Not only was he plotting fresh strikes, but was also in touch with his top operational commanders through human couriers, contrary to earlier intelligence estimates of bin Laden''s being cut off and isolated from the terror frontline.
According to American intelligence officials involved in analyzing the huge cache of materials recovered from the Abbottabad compound where bin Laden spent his last five years before being killed by US forces on May 2, he had never lost control of his terror group as the files reveal his imprint in every recent major al-Qaeda threats and attacks.
Intelligence officials familiar with the information being obtained from these huge cache of material -- that can make a small college library - observed that bin Laden was more eager to motivate his cadres for large scale attacks in the US and the other European countries that killed thousands, rather those in Afghanistan and Pakistan.
Both New York and Washington are mentioned in his target list, officials said, adding that he also asked his commanders to target other smaller cities as well. "Spread out the targets," was his message.
He was particularly focused on targeting rail roads, and other critical infrastructure that would have resulted in large scale casualties.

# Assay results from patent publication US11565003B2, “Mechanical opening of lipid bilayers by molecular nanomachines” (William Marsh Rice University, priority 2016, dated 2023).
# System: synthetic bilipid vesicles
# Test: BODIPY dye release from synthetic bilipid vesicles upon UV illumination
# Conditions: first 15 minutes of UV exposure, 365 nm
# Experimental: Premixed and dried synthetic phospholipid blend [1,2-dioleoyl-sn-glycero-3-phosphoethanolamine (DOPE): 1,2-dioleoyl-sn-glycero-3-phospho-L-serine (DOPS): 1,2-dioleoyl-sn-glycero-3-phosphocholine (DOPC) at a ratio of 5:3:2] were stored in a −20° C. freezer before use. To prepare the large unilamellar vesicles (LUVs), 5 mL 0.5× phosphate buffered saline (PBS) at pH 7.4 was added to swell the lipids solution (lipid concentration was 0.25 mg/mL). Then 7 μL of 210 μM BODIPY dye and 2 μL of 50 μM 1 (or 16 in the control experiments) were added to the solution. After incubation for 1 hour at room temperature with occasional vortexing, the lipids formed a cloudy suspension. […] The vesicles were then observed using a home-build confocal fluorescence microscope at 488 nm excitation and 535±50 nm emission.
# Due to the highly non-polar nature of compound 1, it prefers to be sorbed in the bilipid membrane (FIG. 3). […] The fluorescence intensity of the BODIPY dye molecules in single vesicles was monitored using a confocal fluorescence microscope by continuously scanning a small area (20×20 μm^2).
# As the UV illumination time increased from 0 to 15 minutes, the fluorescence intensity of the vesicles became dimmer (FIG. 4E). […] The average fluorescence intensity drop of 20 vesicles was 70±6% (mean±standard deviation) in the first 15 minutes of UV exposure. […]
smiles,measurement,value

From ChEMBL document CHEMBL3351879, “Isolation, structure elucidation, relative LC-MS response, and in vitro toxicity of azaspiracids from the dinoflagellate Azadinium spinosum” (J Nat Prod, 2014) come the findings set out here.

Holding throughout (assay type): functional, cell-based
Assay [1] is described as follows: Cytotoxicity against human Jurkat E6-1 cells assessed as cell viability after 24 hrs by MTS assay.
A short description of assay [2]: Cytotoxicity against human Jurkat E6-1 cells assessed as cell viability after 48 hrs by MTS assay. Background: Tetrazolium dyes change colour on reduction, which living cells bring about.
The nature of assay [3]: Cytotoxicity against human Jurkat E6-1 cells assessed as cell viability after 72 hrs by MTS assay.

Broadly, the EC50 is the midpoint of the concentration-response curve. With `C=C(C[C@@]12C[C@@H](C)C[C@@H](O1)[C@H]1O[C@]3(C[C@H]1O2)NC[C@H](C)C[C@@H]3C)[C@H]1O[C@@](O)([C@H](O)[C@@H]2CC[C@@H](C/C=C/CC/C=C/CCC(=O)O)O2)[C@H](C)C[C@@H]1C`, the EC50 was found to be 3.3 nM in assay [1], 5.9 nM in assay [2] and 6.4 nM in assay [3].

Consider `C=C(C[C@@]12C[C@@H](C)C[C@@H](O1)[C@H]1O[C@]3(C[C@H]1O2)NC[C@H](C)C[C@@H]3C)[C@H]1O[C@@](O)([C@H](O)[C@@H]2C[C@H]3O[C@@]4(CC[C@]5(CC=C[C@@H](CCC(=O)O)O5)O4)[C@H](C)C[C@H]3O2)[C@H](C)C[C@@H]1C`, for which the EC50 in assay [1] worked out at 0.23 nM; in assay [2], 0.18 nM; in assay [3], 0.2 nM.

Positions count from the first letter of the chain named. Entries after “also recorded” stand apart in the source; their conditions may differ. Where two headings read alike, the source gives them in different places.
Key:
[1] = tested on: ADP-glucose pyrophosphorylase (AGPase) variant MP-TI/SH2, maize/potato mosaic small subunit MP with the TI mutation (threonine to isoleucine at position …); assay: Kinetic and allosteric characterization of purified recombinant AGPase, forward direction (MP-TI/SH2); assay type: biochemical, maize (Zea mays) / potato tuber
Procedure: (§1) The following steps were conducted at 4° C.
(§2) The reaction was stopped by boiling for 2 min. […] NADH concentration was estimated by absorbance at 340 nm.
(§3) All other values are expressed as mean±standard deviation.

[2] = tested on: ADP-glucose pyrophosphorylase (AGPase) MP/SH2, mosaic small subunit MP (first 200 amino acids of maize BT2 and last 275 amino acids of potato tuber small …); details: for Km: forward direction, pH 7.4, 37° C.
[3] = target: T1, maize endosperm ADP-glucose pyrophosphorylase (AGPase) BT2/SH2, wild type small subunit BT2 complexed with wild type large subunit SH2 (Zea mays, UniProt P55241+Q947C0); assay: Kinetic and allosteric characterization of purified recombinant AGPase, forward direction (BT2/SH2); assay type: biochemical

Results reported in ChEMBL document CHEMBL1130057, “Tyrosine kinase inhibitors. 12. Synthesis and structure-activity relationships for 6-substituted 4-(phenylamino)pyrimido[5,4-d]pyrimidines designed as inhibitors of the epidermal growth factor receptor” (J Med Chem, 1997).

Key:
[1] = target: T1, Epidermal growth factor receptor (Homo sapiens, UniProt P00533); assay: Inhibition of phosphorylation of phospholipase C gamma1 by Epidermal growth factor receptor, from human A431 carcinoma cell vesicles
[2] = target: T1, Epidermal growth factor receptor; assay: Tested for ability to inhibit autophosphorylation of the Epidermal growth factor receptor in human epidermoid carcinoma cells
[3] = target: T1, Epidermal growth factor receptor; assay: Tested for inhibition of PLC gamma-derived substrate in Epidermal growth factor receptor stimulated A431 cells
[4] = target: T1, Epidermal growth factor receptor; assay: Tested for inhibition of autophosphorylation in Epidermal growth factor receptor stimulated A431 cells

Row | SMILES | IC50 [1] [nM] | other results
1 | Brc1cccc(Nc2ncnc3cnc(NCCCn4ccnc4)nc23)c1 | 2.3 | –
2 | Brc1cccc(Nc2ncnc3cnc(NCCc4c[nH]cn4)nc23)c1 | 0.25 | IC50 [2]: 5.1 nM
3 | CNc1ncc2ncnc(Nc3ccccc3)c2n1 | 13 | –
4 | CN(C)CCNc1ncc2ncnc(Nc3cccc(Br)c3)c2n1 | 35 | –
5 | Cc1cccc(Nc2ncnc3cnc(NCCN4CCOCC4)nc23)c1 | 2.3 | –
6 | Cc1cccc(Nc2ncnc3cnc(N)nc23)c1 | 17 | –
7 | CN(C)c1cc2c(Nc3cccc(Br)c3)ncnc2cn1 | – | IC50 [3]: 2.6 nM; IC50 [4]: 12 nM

Even as if he appeared in a self-imposed prison for five years in a mansion in Abbottabad without any internet and telephone, bin Laden was connected with his deputies and a small group of commanders and communicated with them on a regular basis through an well-oiled network of couriers.
There are also enough evidence of him communicating with the Yemeni branch of al-Qaeda.
"There are strong indications there is back and forth with other terrorists," an intelligence official was quoted as saying by the CNN.
Officials said there is evidence of two-way written communications demonstrating that not only was bin Laden sending messages, he was getting responses as well.